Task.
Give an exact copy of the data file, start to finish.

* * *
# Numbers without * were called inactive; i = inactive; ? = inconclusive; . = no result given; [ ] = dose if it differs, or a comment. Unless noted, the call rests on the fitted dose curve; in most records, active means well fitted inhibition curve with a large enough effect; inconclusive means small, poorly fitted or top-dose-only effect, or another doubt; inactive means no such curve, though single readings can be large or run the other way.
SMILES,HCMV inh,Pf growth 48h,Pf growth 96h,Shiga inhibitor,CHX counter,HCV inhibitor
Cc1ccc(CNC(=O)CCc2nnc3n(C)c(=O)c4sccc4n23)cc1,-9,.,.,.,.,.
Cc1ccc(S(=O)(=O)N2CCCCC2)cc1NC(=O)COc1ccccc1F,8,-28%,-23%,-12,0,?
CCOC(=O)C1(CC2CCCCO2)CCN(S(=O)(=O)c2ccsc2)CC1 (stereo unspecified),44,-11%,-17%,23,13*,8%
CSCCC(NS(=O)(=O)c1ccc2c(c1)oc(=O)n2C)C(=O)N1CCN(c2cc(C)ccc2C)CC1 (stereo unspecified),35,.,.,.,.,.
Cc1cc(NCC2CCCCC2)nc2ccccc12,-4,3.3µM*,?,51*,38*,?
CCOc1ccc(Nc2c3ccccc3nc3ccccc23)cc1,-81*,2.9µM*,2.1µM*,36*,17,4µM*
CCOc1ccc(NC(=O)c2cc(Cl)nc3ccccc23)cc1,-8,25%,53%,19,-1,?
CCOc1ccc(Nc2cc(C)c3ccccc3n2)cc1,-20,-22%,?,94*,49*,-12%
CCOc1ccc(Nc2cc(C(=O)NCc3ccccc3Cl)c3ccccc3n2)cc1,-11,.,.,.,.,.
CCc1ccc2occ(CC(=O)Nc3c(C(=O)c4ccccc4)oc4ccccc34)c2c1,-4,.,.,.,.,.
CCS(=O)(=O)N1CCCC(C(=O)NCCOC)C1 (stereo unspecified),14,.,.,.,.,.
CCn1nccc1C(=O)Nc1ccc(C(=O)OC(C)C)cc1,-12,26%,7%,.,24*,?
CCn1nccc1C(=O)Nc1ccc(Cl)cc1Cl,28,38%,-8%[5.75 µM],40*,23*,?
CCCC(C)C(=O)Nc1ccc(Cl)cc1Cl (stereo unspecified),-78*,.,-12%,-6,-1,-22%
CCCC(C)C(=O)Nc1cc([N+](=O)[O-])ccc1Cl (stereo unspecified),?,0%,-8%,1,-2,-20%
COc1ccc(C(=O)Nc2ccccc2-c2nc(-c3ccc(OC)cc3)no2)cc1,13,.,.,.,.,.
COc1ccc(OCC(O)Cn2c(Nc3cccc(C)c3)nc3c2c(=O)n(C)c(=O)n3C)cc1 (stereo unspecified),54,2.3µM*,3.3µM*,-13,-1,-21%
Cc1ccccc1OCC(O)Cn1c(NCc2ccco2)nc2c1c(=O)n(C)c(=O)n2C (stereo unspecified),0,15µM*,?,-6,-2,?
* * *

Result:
# Numbers without * were called inactive; i = inactive; ? = inconclusive; . = no result given; [ ] = dose if it differs, or a comment. Unless noted, the call rests on the fitted dose curve; in most records, active means well fitted inhibition curve with a large enough effect; inconclusive means small, poorly fitted or top-dose-only effect, or another doubt; inactive means no such curve, though single readings can be large or run the other way.
SMILES,HCMV inh,Pf growth 48h,Pf growth 96h,Shiga inhibitor,CHX counter,HCV inhibitor
Cc1ccc(CNC(=O)CCc2nnc3n(C)c(=O)c4sccc4n23)cc1,-9,.,.,.,.,.
Cc1ccc(S(=O)(=O)N2CCCCC2)cc1NC(=O)COc1ccccc1F,8,-28%,-23%,-12,0,?
CCOC(=O)C1(CC2CCCCO2)CCN(S(=O)(=O)c2ccsc2)CC1 (stereo unspecified),44,-11%,-17%,23,13*,8%
CSCCC(NS(=O)(=O)c1ccc2c(c1)oc(=O)n2C)C(=O)N1CCN(c2cc(C)ccc2C)CC1 (stereo unspecified),35,.,.,.,.,.
Cc1cc(NCC2CCCCC2)nc2ccccc12,-4,3.3µM*,?,51*,38*,?
CCOc1ccc(Nc2c3ccccc3nc3ccccc23)cc1,-81*,2.9µM*,2.1µM*,36*,17,4µM*
CCOc1ccc(NC(=O)c2cc(Cl)nc3ccccc23)cc1,-8,25%,53%,19,-1,?
CCOc1ccc(Nc2cc(C)c3ccccc3n2)cc1,-20,-22%,?,94*,49*,-12%
CCOc1ccc(Nc2cc(C(=O)NCc3ccccc3Cl)c3ccccc3n2)cc1,-11,.,.,.,.,.
CCc1ccc2occ(CC(=O)Nc3c(C(=O)c4ccccc4)oc4ccccc34)c2c1,-4,.,.,.,.,.
CCS(=O)(=O)N1CCCC(C(=O)NCCOC)C1 (stereo unspecified),14,.,.,.,.,.
CCn1nccc1C(=O)Nc1ccc(C(=O)OC(C)C)cc1,-12,26%,7%,.,24*,?
CCn1nccc1C(=O)Nc1ccc(Cl)cc1Cl,28,38%,-8%[5.75 µM],40*,23*,?
CCCC(C)C(=O)Nc1ccc(Cl)cc1Cl (stereo unspecified),-78*,.,-12%,-6,-1,-22%
CCCC(C)C(=O)Nc1cc([N+](=O)[O-])ccc1Cl (stereo unspecified),?,0%,-8%,1,-2,-20%
COc1ccc(C(=O)Nc2ccccc2-c2nc(-c3ccc(OC)cc3)no2)cc1,13,.,.,.,.,.
COc1ccc(OCC(O)Cn2c(Nc3cccc(C)c3)nc3c2c(=O)n(C)c(=O)n3C)cc1 (stereo unspecified),54,2.3µM*,3.3µM*,-13,-1,-21%
Cc1ccccc1OCC(O)Cn1c(NCc2ccco2)nc2c1c(=O)n(C)c(=O)n2C (stereo unspecified),0,15µM*,?,-6,-2,?